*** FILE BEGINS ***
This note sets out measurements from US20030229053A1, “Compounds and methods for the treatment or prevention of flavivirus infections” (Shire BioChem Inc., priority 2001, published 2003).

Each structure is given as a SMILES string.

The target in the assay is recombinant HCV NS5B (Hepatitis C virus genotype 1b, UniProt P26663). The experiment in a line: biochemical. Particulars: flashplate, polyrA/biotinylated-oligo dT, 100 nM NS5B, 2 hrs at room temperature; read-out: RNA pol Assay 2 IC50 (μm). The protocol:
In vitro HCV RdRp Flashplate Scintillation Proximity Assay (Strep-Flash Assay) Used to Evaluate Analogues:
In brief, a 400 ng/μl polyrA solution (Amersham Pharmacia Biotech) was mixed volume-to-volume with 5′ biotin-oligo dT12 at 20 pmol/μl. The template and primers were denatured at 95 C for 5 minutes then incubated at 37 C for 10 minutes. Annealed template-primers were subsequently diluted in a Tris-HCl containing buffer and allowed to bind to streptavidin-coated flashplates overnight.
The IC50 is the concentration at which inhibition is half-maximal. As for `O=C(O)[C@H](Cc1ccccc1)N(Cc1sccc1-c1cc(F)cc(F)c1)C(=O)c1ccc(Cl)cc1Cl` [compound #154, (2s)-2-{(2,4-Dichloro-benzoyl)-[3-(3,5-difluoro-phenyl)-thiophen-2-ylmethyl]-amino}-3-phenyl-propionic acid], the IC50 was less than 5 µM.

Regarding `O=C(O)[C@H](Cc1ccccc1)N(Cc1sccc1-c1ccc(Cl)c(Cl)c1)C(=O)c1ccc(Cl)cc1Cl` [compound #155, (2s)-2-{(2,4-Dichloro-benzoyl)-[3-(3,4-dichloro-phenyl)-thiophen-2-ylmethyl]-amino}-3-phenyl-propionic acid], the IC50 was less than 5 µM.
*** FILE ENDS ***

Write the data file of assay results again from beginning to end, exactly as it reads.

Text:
This note sets out measurements from US20030229053A1, “Compounds and methods for the treatment or prevention of flavivirus infections” (Shire BioChem Inc., priority 2001, published 2003).

Each structure is given as a SMILES string.

The target in the assay is recombinant HCV NS5B (Hepatitis C virus genotype 1b, UniProt P26663). The experiment in a line: biochemical. Particulars: flashplate, polyrA/biotinylated-oligo dT, 100 nM NS5B, 2 hrs at room temperature; read-out: RNA pol Assay 2 IC50 (μm). The protocol:
In vitro HCV RdRp Flashplate Scintillation Proximity Assay (Strep-Flash Assay) Used to Evaluate Analogues:
In brief, a 400 ng/μl polyrA solution (Amersham Pharmacia Biotech) was mixed volume-to-volume with 5′ biotin-oligo dT12 at 20 pmol/μl. The template and primers were denatured at 95 C for 5 minutes then incubated at 37 C for 10 minutes. Annealed template-primers were subsequently diluted in a Tris-HCl containing buffer and allowed to bind to streptavidin-coated flashplates overnight.
The IC50 is the concentration at which inhibition is half-maximal. As for `O=C(O)[C@H](Cc1ccccc1)N(Cc1sccc1-c1cc(F)cc(F)c1)C(=O)c1ccc(Cl)cc1Cl` [compound #154, (2s)-2-{(2,4-Dichloro-benzoyl)-[3-(3,5-difluoro-phenyl)-thiophen-2-ylmethyl]-amino}-3-phenyl-propionic acid], the IC50 was less than 5 µM.

Regarding `O=C(O)[C@H](Cc1ccccc1)N(Cc1sccc1-c1ccc(Cl)c(Cl)c1)C(=O)c1ccc(Cl)cc1Cl` [compound #155, (2s)-2-{(2,4-Dichloro-benzoyl)-[3-(3,4-dichloro-phenyl)-thiophen-2-ylmethyl]-amino}-3-phenyl-propionic acid], the IC50 was less than 5 µM.